Babbling Fools

Craig and I were driving through town the other day, and saw the head of a German Shepard sticking out of a window of the car in front of us.  Both of us turned into babbling idiots:  “Who’s a good dog?” “Yes, you’re a good dog!”  “Awww, such a good baby.”  (You have to imagine the puckered lips and deep-voiced baby talk that generally accompanies those statements.)

In the building we just moved to, the lady below us has two cats.  We spout similar baby-like cat-isms to them whenever we see them sitting in the windows.  Actually, Craig says things like “Hi there, kitty.”  Me?  I say “Meow”, like the cats know I’m saying hello to them.  Granted, I can do a fairly decent cat – I’ve said “meow” to cats before and had them go crazy looking for where the other cat is – but I have no idea what I actually say to them.  I’m guessing their language is a complex mixture of where the accent is placed, how long you hold the note, etc.  Rosetta Stone hasn’t come out with a program for that language . . . yet.

In both instances, windows separated us from the animals, so there was no way the creatures could even hear the loving inflection in our voices.  We sat and joked about both instances later.

What is it about our fine furry friends that turn many of us into babbling fools?  I don’t use that tone of voice for babies, but put a pooch or kitty in front of me, and I turn into a blathering mess.  If the puppy is all floppy-eared and full of excitement, it’s even worse.

I’ve even tried talking to the squirrels I encounter on my daily walk along a path that shoulders the bay in Alameda.  There are tons of ground squirrels to be seen, and they often scamper away whenever they sense a human getting too near.  However, some of them are bolder than others and will simply sit there, waiting for you to walk on by, as long as you keep a respectable distance.

One day, I decided to chatter to them.  I rapidly moved my tongue up and down against the roof of my mouth, where it meets my teeth, and hoped the sound of popping air bubbles was something they could understand.  To be fair, the squirrels did take notice of the noise, and perked up to look at me.  I even had some of them come up to me, as if I might have had anything to offer them.  That prompted me to bring some nuts on my next walk, and when I chattered again, and they stood alert, I sprinkled some nuts around.  The bold ones came right up and started noshing, while the shier ones sat back, waiting for me to leave.

I walked away that day, thinking myself some sort of female Dr. Doolittle, and smiled, feeling like the squirrels and I were in sync with one another.  Maybe that’s a delusion I cling to, but we were obviously able to communicate on some level that day.  They perked up when I first chattered to them, which made me think my chattering meant “FOOD”, so I took some food the next time, they responded to my chatter, and ate the food I provided.  So there was definitely something going on.

There may be a logical language barrier between we humans and the other animals in our world, but we do find our ways to communicate.  A cat turning his nose up at some wet food lets you know it’s time to buy a different flavor or brand.  A dog sitting at the front door might signal to you that she needs to go relieve herself.  So whether or not I’m saying anything real to a squirrel when I chatter at it doesn’t matter; it’s not going to judge me anyway.  A cat might, but not a squirrel.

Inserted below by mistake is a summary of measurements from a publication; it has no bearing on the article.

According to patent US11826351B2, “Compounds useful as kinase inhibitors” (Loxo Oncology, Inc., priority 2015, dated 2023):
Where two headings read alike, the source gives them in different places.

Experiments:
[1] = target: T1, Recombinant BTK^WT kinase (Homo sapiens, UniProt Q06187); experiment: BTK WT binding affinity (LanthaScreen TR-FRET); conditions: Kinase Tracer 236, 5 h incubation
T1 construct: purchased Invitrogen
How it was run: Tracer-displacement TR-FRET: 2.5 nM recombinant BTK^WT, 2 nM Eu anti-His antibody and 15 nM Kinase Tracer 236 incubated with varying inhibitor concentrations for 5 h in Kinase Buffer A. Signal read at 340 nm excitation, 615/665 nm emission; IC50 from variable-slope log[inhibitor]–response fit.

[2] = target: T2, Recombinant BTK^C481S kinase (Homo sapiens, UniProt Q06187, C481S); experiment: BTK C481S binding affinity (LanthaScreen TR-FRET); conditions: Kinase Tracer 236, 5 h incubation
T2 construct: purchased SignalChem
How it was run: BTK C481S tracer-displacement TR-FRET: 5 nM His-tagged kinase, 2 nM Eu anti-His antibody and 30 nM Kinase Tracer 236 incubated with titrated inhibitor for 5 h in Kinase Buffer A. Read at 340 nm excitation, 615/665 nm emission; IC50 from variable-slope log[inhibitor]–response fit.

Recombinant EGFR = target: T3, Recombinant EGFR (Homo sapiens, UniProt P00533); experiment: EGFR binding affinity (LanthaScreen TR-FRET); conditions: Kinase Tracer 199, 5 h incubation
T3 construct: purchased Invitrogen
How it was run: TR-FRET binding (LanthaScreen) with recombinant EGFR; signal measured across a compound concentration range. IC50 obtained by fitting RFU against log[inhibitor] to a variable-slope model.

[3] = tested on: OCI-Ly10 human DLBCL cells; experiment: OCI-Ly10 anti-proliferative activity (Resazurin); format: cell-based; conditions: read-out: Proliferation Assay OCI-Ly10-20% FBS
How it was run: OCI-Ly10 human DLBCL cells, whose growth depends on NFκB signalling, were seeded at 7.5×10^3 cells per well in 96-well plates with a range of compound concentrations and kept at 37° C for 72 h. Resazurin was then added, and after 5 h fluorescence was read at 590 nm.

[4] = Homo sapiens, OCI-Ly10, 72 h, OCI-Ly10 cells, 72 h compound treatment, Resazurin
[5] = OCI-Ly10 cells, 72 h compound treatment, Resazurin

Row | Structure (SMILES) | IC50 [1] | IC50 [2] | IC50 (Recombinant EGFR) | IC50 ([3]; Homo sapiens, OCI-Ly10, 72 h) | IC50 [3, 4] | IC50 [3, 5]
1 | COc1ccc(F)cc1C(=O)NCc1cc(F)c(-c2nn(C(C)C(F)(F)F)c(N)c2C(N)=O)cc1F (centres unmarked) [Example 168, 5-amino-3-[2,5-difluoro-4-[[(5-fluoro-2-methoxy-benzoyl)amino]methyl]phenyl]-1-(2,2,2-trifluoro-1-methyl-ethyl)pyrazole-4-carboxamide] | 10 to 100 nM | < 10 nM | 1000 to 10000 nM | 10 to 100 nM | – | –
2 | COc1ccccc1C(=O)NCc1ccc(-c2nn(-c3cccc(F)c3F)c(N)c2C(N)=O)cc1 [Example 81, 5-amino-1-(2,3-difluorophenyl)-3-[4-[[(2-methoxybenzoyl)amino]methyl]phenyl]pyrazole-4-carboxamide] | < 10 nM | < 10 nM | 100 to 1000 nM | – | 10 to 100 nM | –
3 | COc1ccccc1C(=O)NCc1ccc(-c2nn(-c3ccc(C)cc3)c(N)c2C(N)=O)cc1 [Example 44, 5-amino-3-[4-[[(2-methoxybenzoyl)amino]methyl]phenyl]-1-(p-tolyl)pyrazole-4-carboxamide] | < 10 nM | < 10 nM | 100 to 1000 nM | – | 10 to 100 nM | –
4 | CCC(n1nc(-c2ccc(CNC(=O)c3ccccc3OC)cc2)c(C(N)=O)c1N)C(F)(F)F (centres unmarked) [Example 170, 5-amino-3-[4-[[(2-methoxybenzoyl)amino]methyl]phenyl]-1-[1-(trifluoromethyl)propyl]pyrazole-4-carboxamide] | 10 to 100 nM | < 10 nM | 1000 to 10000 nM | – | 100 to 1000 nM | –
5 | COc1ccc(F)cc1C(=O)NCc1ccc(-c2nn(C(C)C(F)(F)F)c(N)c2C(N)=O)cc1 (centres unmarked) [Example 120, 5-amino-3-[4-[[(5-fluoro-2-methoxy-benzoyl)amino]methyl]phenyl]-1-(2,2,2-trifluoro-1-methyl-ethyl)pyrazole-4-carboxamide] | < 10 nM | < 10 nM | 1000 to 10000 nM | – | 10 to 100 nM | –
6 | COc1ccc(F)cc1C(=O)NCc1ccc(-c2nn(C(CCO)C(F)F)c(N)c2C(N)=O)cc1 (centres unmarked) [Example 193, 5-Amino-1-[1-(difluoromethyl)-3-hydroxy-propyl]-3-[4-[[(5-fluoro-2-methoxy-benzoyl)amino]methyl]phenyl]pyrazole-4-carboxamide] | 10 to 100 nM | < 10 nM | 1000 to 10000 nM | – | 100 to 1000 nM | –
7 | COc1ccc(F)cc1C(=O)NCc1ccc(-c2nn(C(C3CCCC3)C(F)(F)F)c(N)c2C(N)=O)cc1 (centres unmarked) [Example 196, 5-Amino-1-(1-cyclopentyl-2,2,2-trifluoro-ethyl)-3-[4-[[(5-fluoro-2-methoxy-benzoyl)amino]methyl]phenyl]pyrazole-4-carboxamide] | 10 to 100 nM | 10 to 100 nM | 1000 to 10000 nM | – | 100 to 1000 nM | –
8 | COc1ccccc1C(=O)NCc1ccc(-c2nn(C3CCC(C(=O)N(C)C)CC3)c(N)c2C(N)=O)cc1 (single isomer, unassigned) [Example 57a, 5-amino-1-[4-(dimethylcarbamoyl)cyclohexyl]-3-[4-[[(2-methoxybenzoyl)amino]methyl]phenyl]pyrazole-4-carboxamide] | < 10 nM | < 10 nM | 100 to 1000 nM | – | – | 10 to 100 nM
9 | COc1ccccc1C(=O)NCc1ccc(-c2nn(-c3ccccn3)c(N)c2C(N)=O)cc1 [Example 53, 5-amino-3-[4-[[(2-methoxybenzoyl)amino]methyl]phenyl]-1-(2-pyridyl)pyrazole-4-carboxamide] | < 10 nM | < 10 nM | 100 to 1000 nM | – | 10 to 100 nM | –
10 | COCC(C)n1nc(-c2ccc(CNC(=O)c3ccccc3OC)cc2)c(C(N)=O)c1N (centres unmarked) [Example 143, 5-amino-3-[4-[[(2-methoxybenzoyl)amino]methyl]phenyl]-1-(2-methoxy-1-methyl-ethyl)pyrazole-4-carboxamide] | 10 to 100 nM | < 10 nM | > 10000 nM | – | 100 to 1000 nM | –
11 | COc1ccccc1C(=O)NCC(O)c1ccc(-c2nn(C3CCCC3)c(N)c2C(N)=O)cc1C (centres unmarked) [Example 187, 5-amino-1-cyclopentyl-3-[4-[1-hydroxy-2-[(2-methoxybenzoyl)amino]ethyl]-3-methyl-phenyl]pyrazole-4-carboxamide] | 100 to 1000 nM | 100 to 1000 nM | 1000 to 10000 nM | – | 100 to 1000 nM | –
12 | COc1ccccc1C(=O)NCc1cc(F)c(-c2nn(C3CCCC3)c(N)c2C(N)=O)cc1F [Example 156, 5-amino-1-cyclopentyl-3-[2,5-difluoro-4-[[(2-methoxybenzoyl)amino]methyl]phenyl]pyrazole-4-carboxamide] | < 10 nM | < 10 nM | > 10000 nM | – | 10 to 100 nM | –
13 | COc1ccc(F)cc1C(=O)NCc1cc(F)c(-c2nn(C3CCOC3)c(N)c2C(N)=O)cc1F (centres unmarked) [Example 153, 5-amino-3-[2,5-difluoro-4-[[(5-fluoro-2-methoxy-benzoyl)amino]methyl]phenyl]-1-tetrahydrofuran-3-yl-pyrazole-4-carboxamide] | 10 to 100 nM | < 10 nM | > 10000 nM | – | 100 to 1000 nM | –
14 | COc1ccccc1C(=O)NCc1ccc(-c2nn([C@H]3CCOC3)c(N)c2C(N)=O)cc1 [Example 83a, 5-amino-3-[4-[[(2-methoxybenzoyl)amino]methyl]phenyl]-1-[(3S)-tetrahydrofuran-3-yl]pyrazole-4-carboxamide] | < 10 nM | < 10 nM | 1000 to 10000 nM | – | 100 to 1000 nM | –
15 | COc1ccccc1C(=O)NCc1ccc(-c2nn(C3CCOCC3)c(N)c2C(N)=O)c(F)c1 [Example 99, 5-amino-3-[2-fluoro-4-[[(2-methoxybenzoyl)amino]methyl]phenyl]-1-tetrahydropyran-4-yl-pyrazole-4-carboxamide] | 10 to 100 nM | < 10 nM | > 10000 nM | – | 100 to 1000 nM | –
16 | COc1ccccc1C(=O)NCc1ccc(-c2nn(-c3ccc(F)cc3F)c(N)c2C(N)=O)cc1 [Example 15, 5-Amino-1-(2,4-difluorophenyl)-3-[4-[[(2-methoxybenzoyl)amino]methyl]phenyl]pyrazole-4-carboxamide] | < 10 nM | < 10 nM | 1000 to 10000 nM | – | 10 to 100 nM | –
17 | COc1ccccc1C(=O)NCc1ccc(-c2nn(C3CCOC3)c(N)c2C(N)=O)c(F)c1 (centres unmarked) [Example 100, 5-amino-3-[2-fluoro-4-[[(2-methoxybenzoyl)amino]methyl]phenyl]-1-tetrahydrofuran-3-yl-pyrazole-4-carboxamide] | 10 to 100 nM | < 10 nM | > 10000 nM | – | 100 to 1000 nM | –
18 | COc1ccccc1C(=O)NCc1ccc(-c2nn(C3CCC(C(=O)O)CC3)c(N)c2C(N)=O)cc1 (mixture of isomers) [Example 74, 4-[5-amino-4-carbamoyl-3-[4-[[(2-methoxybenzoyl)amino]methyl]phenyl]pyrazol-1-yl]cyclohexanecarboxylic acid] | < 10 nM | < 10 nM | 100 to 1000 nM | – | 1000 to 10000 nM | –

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6 Comments (+add yours?)

  1. Jim
    Sep 02, 2011 @ 11:48:01

    Heh, I do the same thing, espeically with my two cats at home. I even sing to them, making up words as I go along.

    It’s one thing to be in your car in traffic, most likely your windows are closed and you’ve got some privacy. Since buying a motorcycle, I’ve found myself doing the same thing. Now picture this big guy on a Harley, big rumbly motor, sitting in trafiic and saying all the same things. “who’s a goooood booooy’ making kissy noises.

    Reply

    • Alyx Morgan
      Sep 02, 2011 @ 13:30:47

      LMAO! Jim that is a riot, & something I could totally see you doing! I have to say, that image will probably pop into my head every time I see some guy pass by on a motorcycle. Thanks. 😀

      & thanks for stopping by today.

      Reply

  2. Kara Cerise
    Sep 02, 2011 @ 12:53:52

    I’m glad I’m not the only one who talks to the animals! I confess that I speak to the fish in our aquariums. Sometimes they swim over and blow bubbles at me but I think they ae just waiting for food:)

    Reply

    • Alyx Morgan
      Sep 02, 2011 @ 13:25:06

      You never know, Kara! Maybe they’re thanking you for taking such good care of them. They say that plants react well when we speak to them, so why not fish too. 🙂 Thanks for stopping by today.

      Reply

  3. Kathy
    Sep 02, 2011 @ 14:30:17

    Cats definitely judge. I’m sure mine would like to say, “We are intelligent adults and English is our native language. When you speak in that infantile fashion, we are not amused.” They WOULD say it if they thought it would do any good.

    Reply

    • Alyx Morgan
      Sep 02, 2011 @ 15:27:26

      LOL Yep, you can see the judgement in a cat’s face, especially when they slowly blink their eyes just before turning their head away from you. Sometimes I can almost “hear” them think “I’m humoring you, but you do realize you’re an idiot, right?”

      Thanks for stopping by today, Kathy!

      Reply

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